How do you ensure vulnerable young people know you’re on their side? Be professional – and be human
11 September 2019
A workforce that can make a difference to children must draw on sincerely held values and a belief in transformation, writes Angela Morgan, responding to Call 20 of our 25 Calls campaign.
Call 20: Deliver a workforce that works for children: confident, skilled and values-driven
I had two experiences recently which have lingered in my mind and sparked this perspective on Call 20 of the 25 Calls campaign.
Two encounters with the health service: one in which I was dealt with efficiently and coldly and from which I emerged feeling angry, frustrated and powerless. The second (which had the same medical outcome) in which the professionals I met treated me as an equal, sympathised with my position and were kind, human and humorous.
Later that day I went to a dramatic performance of Red Dust Road, Jackie Kay’s wonderful story of her search for her birth parents and families and the brilliant people who adopted her, Helen and John Kay.
Talking about the experience of being assessed by an adoption agency in the 1950s (including hiding all their copies of the Daily Worker under the sofa cushions), Helen says “… and then we got a lady who we really felt was on our side…”
If I have one quibble with Call 20 it is the order of the words in the call. Explicit – but more importantly implicit – values are the starting point for organisations and for every individual in that organisation. Public-facing (including first point of contact staff like receptionists who are powerful representatives of culture and gatekeepers) as well as those behind the scenes.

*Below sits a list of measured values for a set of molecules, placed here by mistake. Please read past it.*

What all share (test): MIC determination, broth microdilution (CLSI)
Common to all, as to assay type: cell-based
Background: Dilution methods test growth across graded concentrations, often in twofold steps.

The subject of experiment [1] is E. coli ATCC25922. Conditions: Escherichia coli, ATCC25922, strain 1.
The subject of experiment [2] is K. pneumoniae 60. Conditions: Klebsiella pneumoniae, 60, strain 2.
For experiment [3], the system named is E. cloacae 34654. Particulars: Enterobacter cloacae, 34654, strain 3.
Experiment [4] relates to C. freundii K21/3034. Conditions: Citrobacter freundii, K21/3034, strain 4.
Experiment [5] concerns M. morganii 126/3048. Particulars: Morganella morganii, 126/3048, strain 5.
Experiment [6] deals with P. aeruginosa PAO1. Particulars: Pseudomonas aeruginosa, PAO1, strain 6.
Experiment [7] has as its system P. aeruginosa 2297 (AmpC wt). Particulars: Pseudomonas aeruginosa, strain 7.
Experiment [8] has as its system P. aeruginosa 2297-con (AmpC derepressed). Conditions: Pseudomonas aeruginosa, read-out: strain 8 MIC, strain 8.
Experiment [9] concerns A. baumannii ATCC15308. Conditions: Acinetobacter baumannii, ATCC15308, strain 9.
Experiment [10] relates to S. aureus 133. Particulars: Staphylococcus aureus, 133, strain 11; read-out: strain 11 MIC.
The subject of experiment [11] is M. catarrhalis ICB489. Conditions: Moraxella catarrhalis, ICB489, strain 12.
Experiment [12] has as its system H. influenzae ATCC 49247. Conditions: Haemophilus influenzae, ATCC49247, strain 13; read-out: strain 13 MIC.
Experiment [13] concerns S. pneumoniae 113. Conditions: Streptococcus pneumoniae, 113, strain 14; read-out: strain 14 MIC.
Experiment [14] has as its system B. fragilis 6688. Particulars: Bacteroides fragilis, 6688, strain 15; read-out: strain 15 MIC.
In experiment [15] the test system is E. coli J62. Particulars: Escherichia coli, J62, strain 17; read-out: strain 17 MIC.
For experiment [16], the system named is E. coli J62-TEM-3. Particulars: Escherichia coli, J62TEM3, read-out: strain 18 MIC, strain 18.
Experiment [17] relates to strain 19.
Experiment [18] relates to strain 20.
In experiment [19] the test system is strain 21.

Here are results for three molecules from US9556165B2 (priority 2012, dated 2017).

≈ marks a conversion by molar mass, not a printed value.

Values don’t just inform but determine and drive mindset and practice. A values-driven approach demands self-reflection and self-awareness; the “how to be” in a professional role as well as the “what I can do”.
"If you are reading this and curling your lip sceptically then it shows how much we have to do."
Trust and human connection, a sense of being seen, heard and not judged are what we all seek in our vulnerable moments, as I was recently reminded. How much more so for vulnerable children and young people whose trust has been betrayed by adults in their families – and in our systems?
Use of self in role cannot be “taught” and it cannot be “trained”. It requires opportunities to reflect not just on “delivery” but on our own feelings and experience and on how these inform all our connections and relationships with others. In the same way that trust is essential for young people to grow, so it is for the workforce in their relationships with their managers and leaders and so on and so on: up, down and across hierarchies.
It means everyone living, breathing and role-modelling the stated values of their organisations. If you are reading this and curling your lip sceptically then it shows how much we have to do.
More than this though a truly values-driven organisation re-prioritises hierarchical reporting and accountability (transparency and accountability are essential; professional arrogance is dysfunctional) to focus on congruence with values as well as compliance with processes. I have no argument with the need for processes either, providing they support rather than undermine mission and purpose.